The conundrum that is ANC’s provincial politics

By Stephen Grootes 24 April 2018

Young protester from a township called Top Village is seen with a sling shot attached to his head as protesters blocked the main road leading into Mahikeng. They are demanding employment opportunities and better infrastructure in the township in addition to calling for the removal of the premier Supra Mahumapelo. Picture: GroundUp News

The current chaos and violence in North West has served as a reminder of what can happen when the governance of provinces descends into a Mafia-style state, or even a failed state. And while there are still question marks over whether Supra Mahumapelo will actually survive this, the situation in North West is actually an indicator of the ANC’s, and South Africa’s, much bigger set of problems.

If you browse through the provinces one by one, it is pretty clear that many of them contain the same, or similar, elements of serial instability which led to the situation in North West. This does not mean that they will all end in the same way, but it does indicate exactly how divided the party is.

As Monday dawned, it was clear that the violence that has wrecked parts of Mahikeng had quietened down. On the same day, the ANC’s national working committee met with representatives of the party in KwaZulu-Natal to discuss whether it could go ahead and hold a provincial conference. Meanwhile, in Cape Town, the party’s elections head, Fikile Mbalula, was announcing that Ebrahim Rassool would now be in charge of the party’s 2019 campaigning in the Western Cape.

All of this occurred on one day. Generally speaking, the problems all come down to the same issue: different groups and factions are contesting for power in provinces and the conflicts are pretty much impossible to sweep under the carpet of unity any more.

The situation in North West is just last week’s manifestation of this. Mahumapelo may well have a strong case to answer in terms of the corruption allegations against him. But recent history has shown that a leader can actually withstand a withering criticism and attacks, so long as he/she does not face strong opposition within the party. It seems Mahumapelo does, and thus this has now become a problem. Additionally, it seems no matter what your view on whether Mahumapelo should stay or go, no one has any idea of who could take over from him. And that alone points to one of the ANC’s real problems in the province: it is simply not unified.

Unfortunately for the ANC, almost all of the other provinces are divided as well.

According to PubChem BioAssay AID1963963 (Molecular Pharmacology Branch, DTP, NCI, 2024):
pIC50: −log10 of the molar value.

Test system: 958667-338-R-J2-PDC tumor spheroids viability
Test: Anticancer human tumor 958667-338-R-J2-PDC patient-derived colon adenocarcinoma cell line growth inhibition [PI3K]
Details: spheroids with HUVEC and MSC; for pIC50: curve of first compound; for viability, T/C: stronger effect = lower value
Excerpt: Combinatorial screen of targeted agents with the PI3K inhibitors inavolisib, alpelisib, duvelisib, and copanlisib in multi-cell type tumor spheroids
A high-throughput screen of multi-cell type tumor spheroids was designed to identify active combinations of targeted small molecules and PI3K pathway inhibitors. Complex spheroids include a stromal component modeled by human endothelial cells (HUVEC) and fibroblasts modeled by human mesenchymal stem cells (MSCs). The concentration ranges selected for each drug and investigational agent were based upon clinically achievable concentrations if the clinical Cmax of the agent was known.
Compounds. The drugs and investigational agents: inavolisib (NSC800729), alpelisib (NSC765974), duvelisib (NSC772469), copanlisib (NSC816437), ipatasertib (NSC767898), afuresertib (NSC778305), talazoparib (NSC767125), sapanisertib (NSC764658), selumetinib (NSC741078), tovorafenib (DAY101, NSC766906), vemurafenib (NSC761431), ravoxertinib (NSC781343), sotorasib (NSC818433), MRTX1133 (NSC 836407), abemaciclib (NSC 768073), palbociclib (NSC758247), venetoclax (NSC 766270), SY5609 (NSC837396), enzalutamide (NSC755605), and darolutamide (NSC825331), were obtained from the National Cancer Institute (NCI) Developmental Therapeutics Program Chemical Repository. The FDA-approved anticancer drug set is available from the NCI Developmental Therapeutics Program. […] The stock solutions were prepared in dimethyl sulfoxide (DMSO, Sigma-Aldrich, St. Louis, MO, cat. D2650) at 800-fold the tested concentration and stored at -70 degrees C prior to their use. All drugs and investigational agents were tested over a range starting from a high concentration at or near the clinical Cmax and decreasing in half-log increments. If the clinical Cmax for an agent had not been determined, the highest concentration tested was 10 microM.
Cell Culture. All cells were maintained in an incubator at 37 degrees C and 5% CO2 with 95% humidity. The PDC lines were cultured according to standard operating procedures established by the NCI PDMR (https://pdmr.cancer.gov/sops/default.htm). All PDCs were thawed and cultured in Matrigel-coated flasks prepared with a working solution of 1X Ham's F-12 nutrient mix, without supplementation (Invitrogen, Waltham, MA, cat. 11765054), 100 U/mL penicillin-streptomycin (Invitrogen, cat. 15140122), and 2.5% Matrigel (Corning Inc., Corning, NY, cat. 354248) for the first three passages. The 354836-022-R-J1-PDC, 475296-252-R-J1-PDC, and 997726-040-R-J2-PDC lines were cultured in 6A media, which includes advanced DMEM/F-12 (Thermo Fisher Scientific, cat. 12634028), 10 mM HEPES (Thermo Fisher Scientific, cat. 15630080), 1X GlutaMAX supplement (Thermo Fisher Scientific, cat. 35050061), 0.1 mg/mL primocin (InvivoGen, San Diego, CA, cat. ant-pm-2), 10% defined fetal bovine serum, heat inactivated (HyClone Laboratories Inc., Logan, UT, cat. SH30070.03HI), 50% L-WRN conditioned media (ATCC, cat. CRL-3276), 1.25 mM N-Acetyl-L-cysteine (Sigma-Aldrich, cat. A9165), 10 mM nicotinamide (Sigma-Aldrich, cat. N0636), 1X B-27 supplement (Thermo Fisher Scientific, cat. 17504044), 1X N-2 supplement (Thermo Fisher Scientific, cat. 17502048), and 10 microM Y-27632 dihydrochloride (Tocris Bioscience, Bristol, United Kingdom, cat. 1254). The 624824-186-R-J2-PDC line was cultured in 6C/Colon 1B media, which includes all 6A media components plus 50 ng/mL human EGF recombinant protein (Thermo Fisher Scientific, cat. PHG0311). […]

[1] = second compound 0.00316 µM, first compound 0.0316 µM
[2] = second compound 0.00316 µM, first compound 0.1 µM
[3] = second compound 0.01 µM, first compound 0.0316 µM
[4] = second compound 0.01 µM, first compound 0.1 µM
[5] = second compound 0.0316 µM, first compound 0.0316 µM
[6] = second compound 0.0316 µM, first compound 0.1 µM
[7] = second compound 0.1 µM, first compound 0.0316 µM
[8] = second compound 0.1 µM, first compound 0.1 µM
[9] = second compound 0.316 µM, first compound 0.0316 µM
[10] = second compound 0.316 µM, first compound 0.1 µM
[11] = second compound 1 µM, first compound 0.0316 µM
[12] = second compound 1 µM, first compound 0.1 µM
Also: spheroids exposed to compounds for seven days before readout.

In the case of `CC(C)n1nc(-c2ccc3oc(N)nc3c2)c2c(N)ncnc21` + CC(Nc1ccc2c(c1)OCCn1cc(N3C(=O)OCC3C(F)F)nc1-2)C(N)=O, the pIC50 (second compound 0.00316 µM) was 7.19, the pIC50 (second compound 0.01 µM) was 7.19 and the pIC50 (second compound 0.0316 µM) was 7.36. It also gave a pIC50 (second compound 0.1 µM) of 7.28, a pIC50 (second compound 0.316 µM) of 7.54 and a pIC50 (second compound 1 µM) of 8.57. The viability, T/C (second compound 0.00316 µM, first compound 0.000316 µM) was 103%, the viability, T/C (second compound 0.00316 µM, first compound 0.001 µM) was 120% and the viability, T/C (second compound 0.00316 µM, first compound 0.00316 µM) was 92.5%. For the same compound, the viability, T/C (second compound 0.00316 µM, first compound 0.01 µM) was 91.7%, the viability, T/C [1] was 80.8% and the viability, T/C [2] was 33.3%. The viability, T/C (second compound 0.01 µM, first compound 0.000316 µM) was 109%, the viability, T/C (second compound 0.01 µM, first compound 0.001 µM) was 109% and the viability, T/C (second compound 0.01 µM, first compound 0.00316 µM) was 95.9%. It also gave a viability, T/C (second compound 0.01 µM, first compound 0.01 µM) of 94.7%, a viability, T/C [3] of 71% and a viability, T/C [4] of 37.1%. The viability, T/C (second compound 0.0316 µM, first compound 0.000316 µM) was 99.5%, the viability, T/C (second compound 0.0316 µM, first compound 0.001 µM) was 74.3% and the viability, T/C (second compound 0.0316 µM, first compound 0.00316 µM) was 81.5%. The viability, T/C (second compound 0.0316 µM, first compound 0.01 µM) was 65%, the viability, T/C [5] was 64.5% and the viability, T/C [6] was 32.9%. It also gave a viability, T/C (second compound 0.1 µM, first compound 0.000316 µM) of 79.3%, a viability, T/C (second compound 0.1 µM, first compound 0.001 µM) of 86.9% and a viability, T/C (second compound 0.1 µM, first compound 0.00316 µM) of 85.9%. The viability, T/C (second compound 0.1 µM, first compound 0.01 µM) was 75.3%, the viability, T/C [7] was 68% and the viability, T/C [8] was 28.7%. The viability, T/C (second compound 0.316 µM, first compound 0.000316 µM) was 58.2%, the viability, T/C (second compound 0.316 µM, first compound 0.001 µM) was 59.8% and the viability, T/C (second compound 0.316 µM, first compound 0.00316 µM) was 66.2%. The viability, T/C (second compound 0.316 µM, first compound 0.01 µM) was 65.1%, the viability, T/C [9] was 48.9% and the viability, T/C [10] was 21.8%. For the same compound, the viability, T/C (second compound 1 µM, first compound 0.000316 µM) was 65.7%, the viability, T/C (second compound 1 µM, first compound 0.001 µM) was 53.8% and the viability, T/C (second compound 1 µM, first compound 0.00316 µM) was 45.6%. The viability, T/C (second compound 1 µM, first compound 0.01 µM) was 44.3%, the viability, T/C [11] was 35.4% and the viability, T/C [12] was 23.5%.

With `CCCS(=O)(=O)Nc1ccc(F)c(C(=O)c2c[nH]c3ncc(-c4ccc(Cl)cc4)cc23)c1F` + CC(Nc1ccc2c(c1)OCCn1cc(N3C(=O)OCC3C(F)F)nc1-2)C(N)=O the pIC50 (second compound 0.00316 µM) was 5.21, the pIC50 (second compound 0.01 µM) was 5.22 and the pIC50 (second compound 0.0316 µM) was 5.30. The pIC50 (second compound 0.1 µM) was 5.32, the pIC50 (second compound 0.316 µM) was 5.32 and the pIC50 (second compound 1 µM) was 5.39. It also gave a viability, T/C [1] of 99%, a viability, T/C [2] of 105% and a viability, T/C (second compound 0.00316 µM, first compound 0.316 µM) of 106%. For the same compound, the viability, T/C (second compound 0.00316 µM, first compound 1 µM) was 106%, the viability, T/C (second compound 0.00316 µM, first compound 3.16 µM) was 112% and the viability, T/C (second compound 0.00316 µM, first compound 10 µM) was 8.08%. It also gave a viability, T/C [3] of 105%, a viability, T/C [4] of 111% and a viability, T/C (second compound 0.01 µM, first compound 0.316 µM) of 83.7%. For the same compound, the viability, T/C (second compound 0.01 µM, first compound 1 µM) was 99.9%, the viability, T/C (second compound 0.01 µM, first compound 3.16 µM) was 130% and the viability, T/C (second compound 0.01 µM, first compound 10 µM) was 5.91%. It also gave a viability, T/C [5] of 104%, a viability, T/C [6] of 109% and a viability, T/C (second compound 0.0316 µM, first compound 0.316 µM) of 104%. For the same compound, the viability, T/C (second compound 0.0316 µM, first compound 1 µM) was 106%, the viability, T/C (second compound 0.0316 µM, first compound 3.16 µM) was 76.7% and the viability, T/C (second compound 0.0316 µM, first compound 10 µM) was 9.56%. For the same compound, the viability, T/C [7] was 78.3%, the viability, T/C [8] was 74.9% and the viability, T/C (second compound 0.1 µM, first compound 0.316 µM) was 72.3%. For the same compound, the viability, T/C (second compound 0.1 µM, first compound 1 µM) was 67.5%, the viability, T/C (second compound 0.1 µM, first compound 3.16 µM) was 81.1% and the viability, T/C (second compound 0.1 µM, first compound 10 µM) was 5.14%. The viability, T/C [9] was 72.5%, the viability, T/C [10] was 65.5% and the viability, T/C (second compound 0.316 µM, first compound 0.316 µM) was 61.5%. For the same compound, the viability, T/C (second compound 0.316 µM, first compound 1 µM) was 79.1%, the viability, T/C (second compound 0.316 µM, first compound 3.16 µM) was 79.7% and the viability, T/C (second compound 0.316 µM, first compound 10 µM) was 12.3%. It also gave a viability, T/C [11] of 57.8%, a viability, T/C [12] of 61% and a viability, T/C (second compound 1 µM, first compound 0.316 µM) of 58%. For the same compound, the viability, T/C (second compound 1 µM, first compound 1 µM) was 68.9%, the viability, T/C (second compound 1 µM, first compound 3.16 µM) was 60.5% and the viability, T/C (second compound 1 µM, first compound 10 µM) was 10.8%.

While ANC Secretary-General Ace Magashule claimed on Monday evening that KZN was ready to go to a provincial election, the fact is, tensions are running high in the province. Just two weeks ago there was an armed standoff in Howick, in the ANC’s Moses Mabhida region, when a group of people tried to force their way into a meeting. If you have paid this website any attention at all over the last year, you’ll know that these tensions go back to the provincial conference in 2015, the results of which were annulled. But in fact, they go back further, to the collapse of the Ethekwini Regional conference in the same year. This means that it will not be easy to resolve this situation, almost no matter who wins in the provincial election, should it actually be held.

The situation in the Western Cape does not get many headlines, simply because the ANC in the province has ceased to be a proper political player. Its membership has dropped to the point where it is now the smallest province in the party, despite playing host to the second biggest metropolitan area. Its recent history includes a leader who was removed from his post after attempting to sexually assault a young woman, a provincial secretary found guilty of assault by the ANC’s national disciplinary committee but then acquitted by a court, and long-running claims that it failed to resolve tensions between members of the coloured and the black communities in the province.

Interestingly, when it last held the province, its then premier, Rasool, was accused, and seemingly convicted by party processes, of paying journalists for favourable media coverage. It is now to Rasool that the party is turning to run its elections campaign in the Western Cape.